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TRC Final Report

Page Number (Original) 674

Paragraph Numbers 541 to 546

Volume 3

Chapter 6

Subsection 74

541 The allegations of forced recruitment in the Transvaal were similar to those made in Natal during the mid-1980s in areas controlled by the KwaZulu government. However, in the Transvaal the IFP did not have the same administrative control as in KwaZulu-Natal and had to rely on more direct physical coercion. The IFP also accused the ANC of not allowing any opposition. Hostels were built at a time when African people were seen as temporary sojourners in South Africa’s towns and cities. The large dilapidated buildings built to house single males in large concentrations created the ideal context for coercion and forced recruitment. This environment also facilitated rapid mobilisation, instant meetings and preparation for armed attacks.

542 During the early 1990s, violence from the hostels was characterised by mass impi (traditional army) attacks. Counter-attacks from the informal settlements followed a similar pattern. Initially, the primary locus of conflict occurred between squatter and hostel communities with conflict spreading to formal townships only later. The conflict led to a process of territorial polarisation with squatter camps and hostels becoming identified with either the ANC or IFP. Residents were no longer able to make personal political choices and in fact to do so could often be life threatening. The process of political polarisation, which increasingly overlapped with ethnic identity, led to major migrations of people from one area to another.

543 Allegations by residents that the police had not intervened to prevent violence or had overtly sided with attackers became commonplace during the 1990s. In August 1990, when Thokoza hostel residents attacked Phola Park squatters on the East Rand, the police issued a statement declaring that they would “not get involved in a political fight” between Zulus and Xhosas.37 The ANC argued that political violence was being orchestrated and fanned by members of the security forces in order to undermine and weaken the recently unbanned organisation.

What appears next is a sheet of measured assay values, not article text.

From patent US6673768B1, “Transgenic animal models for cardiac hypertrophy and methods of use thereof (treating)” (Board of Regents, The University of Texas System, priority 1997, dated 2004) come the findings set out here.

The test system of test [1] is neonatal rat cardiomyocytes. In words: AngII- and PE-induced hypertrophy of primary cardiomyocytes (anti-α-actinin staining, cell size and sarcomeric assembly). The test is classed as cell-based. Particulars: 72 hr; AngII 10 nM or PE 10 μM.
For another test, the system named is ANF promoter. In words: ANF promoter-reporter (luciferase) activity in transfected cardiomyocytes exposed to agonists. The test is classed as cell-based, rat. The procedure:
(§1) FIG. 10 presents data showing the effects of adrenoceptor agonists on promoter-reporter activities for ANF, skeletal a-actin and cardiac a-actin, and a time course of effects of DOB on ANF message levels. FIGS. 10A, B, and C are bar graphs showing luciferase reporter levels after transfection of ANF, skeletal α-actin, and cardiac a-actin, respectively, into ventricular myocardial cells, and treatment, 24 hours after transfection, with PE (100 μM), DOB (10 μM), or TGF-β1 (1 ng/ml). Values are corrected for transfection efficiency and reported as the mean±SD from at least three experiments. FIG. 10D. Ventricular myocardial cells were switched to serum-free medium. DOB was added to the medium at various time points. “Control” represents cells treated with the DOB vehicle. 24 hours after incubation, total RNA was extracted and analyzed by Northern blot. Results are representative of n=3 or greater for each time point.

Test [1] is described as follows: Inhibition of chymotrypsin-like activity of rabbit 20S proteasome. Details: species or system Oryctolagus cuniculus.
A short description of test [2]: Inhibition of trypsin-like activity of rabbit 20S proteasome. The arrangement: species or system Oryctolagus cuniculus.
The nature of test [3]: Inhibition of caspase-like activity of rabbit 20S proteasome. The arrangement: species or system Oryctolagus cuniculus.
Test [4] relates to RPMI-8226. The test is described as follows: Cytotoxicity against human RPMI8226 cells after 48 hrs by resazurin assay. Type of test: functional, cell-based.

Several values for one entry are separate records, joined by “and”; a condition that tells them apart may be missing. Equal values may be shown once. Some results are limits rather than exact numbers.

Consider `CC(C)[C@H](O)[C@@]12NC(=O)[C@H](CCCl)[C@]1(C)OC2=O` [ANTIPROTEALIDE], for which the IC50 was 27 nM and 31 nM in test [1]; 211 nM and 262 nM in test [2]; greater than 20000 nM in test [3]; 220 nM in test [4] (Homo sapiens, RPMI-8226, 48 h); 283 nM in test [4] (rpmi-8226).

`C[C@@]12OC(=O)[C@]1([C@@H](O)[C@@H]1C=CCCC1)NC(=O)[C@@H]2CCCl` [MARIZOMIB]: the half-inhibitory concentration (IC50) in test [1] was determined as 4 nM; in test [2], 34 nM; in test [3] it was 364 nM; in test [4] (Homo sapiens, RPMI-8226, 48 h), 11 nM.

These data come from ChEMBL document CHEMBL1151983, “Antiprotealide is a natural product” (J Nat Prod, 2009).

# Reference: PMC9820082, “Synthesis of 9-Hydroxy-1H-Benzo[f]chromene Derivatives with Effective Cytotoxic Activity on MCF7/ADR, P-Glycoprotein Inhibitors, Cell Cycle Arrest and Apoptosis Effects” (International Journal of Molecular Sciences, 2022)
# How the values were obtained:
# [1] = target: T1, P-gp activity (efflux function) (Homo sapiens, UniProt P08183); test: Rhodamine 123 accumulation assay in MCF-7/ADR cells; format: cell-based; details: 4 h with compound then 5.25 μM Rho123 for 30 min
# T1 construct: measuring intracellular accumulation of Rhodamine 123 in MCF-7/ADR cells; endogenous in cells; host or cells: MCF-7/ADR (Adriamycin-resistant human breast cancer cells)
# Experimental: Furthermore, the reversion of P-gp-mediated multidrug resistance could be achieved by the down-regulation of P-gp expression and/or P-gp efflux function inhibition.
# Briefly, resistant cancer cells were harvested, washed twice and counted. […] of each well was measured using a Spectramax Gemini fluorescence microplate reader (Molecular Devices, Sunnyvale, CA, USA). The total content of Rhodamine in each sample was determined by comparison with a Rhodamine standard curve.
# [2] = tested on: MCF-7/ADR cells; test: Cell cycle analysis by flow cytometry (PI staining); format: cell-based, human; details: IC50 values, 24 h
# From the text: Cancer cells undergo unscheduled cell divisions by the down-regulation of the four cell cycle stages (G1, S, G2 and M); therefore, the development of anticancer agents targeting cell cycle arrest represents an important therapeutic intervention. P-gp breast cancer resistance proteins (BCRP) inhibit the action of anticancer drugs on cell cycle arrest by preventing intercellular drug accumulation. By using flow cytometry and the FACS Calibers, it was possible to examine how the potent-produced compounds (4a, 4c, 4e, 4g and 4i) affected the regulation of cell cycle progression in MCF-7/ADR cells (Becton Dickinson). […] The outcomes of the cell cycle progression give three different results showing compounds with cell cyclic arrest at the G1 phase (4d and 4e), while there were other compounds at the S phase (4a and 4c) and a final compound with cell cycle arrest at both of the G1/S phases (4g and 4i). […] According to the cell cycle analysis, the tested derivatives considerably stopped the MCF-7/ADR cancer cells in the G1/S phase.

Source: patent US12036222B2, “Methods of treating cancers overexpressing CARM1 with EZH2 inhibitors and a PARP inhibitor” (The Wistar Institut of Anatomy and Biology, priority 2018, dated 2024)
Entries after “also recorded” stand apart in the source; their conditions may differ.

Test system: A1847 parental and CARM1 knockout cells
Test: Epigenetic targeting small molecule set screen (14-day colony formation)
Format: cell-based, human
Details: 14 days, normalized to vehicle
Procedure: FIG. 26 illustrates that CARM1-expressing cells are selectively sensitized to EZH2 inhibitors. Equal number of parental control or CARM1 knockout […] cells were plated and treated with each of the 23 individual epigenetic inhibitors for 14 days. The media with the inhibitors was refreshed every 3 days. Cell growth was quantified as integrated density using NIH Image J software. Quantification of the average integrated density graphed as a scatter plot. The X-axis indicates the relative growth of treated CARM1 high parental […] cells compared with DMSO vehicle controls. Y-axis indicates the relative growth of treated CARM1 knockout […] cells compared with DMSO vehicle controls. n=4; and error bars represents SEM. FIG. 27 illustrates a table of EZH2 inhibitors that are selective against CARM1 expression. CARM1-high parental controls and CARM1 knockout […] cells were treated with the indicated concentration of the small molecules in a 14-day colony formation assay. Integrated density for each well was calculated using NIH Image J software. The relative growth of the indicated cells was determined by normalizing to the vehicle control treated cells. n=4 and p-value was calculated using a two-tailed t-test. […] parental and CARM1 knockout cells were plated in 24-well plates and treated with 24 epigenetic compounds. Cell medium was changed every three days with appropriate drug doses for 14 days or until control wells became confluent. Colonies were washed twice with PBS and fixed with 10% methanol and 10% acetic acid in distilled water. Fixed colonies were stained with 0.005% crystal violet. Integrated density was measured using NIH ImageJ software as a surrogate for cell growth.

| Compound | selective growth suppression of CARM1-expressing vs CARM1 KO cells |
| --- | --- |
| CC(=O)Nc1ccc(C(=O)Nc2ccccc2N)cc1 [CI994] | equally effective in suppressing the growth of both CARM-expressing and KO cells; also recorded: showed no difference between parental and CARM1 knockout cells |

544 Over the next four years, political and civic leadership repeatedly issued warnings of impending attacks. These were ignored (as in the Sebokeng Massacre on 22 July 1990 where twenty-seven people died; the Nangalembe night vigil massacre where forty-five people died; the Boipatong massacre where forty-five people died). In addition, once attacks were underway, there were repeated allegations (at Boipatong, Swanieville and the Alexandra Night Vigil Massacre) that the police had failed to respond to calls for assistance. In the wake of the massacres, police frequently failed to arrest perpetrators. After the Boipatong and Swanieville massacres, attackers were escorted back to the hostels. Incidents of political violence were not investigated or so poorly investigated there was no possibility that they would lead to convictions.

545 Evidence of the part played by sectors of the SAP and SADF in directly fuelling violence during the 1990s first emerged during the early 1990s. The Goldstone Commission revealed that a police informer, Mr Michael Phama, operating in a SDU in Phola Park, planned and carried out the killing of eighteen IFP supporters in Thokoza on 8 September 1991, precipitating a renewed outbreak of conflict on the East Rand. In November 1992, a Goldstone Commission investigation led to the seizure of documents from a secret military intelligence base. These revealed that, in 1991, the Chief of Staff of Military Intelligence had authorised the hiring of convicted double murderer, Mr Ferdi Barnard, to run a task force aimed at destabilising the ANC and its armed wing, MK.

546 In March 1994, on the eve of South Africa’s first democratic elections, further revelations were made by the Goldstone Commission concerning alleged police involvement in the instigation of violence, including the organisation of train and hostel violence and gun-running. Those implicated included Lieutenant General Basie Smit, SAP Deputy Commissioner and Major General Krappies Engelbrecht, head of the department of Counter-Intelligence of the SAP. These two officers allegedly initiated a project that involved the manufacture of home-made guns, as well as the importation of a large range of weaponry from Namibia after the country gained independence. These arms were allegedly sold directly to senior members of the IFP, including Mr Themba Khoza, chairperson of the Transvaal Inkatha Youth Brigade. Central to the whole operation was Colonel Eugene de Kock, former commander of the C10 Security Branch unit, Vlakplaas. However, weapons stored at Vlakplaas were transferred to another venue and a number of former members of the unit continued to work under De Kock in various destabilisation operations.38

37 Business Day, 15 August 1990. 38 Peace Action, Monthly Report, March 1994.
 
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